Strongly refuting Chinese allegations, the US has said that its freedom of navigation in the South China Sea is not an act of provocation, two days after an American navy ship sailed close to a disputed reef in the area.
The US, on the other hand, reaffirmed the concerns of the international community, particularly of the countries in the region, against Chinese movements and actions in the resource- rich sea. However, the White House yesterday refused to describe the situation in the South China Sea as headed towards tension.
“I would not describe it that way. I think that there are concerns about China’s activities in the South China Sea, (which) are well documented. Our concerns that we have raised both publicly and privately with Chinese officials at a range of levels,” White House Press Secretary Josh Earnest told reporters at his daily news conference yesterday.
The freedom of navigation operation that was carried out by the US forces earlier this week is relatively routine, the presidential spokesman said.
“We have done that at least a couple of times just in the last four or five months. It is not intended to be a provocative act. It is merely a demonstration of a principle that the president laid out on a number of occasions, which is that the US will fly, operate and sail anywhere that international law allows,” Earnest said, adding that this operation was undertaken in consistent with that principal.
A US navy ship sailed close to a disputed reef in the South China Sea on Tuesday. The guided missile destroyer, USS William P Lawrence, passed within 22-kilometres of Fiery Cross Reef, the limit of what international law regards as an island’s territorial sea. The reef is now an island with an airstrip, harbour and burgeoning above-ground infrastructure.
Chinese authorities monitored and issued warnings to the US destroyer when it passed.
The concerns and the tensions that exist around the South China Sea do not actually directly involve the US. The United States is not a claimant to any of the land features in the South China Sea, Earnest said.
“Our concern lies principally with the need for those parties that do have competing claims to resolve them through diplomacy. And we certainly do not want to see the tensions increase, because of the risk that that could pose to the extensive commerce that’s conducted in that region of the world,” Earnest said, adding that this also underscores the complexity of the US relationship with Australia.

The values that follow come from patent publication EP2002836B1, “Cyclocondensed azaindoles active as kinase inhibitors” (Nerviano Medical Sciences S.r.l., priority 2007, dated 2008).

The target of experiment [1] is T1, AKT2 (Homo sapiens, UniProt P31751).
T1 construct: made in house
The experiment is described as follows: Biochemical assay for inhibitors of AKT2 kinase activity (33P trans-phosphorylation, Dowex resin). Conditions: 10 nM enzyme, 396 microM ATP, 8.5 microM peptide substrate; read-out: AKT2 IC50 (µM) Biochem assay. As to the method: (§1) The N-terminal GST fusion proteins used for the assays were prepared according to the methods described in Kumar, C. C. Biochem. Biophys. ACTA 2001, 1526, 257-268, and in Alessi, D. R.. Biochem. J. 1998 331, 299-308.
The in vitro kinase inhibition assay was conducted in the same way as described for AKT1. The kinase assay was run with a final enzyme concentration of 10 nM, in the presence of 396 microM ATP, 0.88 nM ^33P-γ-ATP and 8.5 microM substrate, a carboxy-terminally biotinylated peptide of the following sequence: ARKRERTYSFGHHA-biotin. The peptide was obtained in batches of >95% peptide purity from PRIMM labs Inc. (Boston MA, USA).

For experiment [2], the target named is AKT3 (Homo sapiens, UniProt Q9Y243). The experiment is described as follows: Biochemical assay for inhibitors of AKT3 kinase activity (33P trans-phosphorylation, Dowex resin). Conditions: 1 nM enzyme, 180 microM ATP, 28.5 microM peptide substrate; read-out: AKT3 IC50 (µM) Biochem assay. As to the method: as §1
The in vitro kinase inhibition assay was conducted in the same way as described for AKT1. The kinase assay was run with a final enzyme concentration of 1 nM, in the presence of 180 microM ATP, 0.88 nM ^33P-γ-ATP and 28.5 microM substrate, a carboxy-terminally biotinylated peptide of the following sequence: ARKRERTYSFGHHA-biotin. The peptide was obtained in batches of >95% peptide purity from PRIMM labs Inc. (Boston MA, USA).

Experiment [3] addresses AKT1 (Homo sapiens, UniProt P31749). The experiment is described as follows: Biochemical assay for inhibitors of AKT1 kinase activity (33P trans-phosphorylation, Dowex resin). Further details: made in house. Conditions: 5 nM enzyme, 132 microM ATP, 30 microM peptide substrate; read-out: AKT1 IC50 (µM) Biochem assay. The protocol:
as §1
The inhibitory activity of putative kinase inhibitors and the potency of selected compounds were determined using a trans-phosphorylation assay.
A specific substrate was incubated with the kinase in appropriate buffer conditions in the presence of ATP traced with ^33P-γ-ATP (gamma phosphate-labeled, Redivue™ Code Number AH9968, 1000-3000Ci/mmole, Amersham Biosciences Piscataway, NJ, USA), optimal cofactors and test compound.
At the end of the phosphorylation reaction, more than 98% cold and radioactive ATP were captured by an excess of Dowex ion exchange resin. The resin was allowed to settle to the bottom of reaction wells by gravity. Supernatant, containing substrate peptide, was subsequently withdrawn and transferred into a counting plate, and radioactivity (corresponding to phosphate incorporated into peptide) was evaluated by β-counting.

“Australia is one of our closest allies and we work with them on a range of issues. I will let the Australians describe the concerns that they may have or the impact on their national security that the tensions in the South China Sea may have. But obviously, the Australian economy is affected by the glut of capacity in the steel industry in much the same way that the US is as well.
“I know that the (Australian) Prime Minister (Malcolm) Turnbull has indicated his own priority for ensuring that international trade is conducted fairly. That common ground is the basis for kinds of conversations that President (Barack) Obama and he have on a fairly regular basis,” he said.
Despite all these, Earnest said the US has been able to work with China in pursuit of other priorities.
“We have talked about North Korea, and the influence that the Chinese government has with North Korea,” Earnest said.
The US also worked with China to complete the Iran deal. That would not have been possible without China’s active participation in the discussions but also China had to be helpful in terms of imposing and enforcing the sanctions that compelled Iran to the negotiating table in the first place, he observed.
“So, this illustrates that there are differences of opinions that we have with China, and I am certainly not seeking to downplay them. They are significant and they have significant consequences for our economy in particular. But they have not prevented the US and China from being able to work effectively together to pursue other areas where we’re in better agreement,” Earnest added.
China claims almost all of the South China Sea. The Philippines, Vietnam, Malaysia, Brunei and Taiwan fiercely contest China’s claims. They also have overlapping claims over the area stated to be endowed with oil, minerals and rich with fisheries.